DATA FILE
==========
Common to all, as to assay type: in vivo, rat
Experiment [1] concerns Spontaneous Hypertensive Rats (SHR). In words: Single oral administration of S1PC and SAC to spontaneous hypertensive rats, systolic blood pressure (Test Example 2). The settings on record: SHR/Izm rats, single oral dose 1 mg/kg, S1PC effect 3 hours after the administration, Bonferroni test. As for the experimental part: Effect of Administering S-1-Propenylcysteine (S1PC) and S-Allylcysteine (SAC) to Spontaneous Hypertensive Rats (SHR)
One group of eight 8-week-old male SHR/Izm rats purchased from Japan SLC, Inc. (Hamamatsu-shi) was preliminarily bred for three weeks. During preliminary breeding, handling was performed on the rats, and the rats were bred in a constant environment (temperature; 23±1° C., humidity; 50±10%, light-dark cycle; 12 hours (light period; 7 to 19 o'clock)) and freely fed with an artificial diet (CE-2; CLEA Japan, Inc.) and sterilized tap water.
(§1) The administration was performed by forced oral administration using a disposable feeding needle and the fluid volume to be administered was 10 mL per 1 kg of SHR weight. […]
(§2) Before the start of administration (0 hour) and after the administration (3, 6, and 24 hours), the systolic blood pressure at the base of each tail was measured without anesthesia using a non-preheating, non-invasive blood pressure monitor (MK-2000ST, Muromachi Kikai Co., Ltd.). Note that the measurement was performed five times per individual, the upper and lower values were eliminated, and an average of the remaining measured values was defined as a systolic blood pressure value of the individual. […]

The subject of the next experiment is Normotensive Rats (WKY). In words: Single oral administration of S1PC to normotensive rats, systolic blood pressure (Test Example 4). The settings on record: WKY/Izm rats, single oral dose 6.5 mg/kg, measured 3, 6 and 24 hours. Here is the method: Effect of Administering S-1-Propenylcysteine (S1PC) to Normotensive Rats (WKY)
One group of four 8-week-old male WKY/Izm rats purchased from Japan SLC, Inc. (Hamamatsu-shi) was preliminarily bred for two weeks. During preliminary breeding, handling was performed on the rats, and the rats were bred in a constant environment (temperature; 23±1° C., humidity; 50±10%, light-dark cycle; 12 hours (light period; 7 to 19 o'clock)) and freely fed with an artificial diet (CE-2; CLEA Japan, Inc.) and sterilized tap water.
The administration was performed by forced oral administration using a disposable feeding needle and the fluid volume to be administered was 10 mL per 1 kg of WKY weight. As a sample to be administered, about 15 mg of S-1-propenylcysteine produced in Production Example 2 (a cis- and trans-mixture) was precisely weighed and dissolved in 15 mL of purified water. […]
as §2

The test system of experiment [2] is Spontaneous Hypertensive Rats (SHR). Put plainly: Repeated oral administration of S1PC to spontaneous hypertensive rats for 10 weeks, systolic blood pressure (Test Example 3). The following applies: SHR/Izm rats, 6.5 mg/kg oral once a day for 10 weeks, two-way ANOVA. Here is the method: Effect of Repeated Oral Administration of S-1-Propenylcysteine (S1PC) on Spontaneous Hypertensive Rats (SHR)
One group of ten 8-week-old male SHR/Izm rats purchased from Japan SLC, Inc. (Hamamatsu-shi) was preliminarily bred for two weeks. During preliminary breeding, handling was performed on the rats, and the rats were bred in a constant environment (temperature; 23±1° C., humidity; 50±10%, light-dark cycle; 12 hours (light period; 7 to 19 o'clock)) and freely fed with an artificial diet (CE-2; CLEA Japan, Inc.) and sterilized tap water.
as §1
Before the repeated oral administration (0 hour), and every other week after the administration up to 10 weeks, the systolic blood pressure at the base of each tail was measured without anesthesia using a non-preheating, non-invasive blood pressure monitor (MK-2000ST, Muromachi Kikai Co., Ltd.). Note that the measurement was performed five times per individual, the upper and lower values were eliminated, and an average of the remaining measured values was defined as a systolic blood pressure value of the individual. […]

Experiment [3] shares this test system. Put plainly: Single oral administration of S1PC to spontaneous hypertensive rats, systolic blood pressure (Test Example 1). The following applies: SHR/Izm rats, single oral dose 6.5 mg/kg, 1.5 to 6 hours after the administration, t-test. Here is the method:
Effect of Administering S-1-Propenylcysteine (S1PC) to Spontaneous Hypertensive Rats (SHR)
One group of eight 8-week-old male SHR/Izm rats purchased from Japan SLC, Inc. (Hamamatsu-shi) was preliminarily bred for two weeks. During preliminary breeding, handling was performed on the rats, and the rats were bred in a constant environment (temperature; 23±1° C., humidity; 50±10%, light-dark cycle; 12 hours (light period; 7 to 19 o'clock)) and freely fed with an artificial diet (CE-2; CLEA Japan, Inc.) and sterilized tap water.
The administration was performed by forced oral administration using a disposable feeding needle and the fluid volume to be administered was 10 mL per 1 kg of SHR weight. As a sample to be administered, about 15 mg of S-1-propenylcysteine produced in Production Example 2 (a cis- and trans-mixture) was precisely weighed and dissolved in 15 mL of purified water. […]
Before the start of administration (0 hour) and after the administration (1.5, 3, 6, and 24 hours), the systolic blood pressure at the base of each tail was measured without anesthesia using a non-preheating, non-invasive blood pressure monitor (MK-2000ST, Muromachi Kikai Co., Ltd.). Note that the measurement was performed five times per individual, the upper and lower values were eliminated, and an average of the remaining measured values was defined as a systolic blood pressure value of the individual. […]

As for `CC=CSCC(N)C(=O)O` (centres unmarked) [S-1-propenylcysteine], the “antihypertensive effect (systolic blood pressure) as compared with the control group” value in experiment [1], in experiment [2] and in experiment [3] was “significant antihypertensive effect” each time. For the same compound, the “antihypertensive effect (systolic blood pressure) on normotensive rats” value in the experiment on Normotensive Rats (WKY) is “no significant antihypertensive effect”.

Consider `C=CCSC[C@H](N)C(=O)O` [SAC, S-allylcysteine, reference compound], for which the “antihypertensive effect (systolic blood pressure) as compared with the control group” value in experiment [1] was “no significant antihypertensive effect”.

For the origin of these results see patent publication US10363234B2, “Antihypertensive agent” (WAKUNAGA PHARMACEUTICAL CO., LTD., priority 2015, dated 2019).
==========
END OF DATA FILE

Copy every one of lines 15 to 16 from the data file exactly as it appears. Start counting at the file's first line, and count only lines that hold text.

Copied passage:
Effect of Administering S-1-Propenylcysteine (S1PC) to Spontaneous Hypertensive Rats (SHR)
One group of eight 8-week-old male SHR/Izm rats purchased from Japan SLC, Inc. (Hamamatsu-shi) was preliminarily bred for two weeks. During preliminary breeding, handling was performed on the rats, and the rats were bred in a constant environment (temperature; 23±1° C., humidity; 50±10%, light-dark cycle; 12 hours (light period; 7 to 19 o'clock)) and freely fed with an artificial diet (CE-2; CLEA Japan, Inc.) and sterilized tap water.